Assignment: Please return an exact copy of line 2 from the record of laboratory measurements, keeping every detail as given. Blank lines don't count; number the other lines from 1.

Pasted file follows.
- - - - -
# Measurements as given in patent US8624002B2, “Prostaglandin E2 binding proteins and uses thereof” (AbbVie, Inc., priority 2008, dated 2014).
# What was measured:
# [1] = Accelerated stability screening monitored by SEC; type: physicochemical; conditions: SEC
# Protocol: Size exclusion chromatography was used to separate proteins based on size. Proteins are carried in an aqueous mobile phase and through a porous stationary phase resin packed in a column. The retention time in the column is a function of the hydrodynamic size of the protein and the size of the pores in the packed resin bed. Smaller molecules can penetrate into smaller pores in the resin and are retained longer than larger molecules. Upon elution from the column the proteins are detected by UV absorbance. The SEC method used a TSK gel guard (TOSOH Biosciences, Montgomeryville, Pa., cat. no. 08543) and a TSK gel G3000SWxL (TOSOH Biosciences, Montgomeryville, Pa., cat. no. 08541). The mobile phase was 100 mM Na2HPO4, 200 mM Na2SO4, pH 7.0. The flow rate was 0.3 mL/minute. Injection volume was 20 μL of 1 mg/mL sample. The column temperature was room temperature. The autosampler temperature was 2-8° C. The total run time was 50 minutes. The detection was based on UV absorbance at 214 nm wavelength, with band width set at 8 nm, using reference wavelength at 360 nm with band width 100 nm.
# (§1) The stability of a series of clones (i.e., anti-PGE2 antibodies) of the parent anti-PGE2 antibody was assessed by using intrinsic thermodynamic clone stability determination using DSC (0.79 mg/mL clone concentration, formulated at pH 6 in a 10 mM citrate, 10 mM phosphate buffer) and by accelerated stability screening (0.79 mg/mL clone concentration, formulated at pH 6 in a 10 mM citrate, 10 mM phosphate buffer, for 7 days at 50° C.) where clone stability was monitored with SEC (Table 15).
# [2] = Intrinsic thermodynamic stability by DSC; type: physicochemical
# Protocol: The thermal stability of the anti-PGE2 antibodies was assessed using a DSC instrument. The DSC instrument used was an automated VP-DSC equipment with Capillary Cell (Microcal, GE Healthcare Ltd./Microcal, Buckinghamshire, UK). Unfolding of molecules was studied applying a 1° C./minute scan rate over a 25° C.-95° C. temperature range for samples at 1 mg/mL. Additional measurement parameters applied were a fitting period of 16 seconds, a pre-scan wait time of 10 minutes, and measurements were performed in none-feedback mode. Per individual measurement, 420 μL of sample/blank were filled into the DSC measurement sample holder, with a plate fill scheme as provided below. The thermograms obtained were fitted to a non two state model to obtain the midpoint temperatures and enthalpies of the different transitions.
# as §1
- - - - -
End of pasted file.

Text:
# What was measured: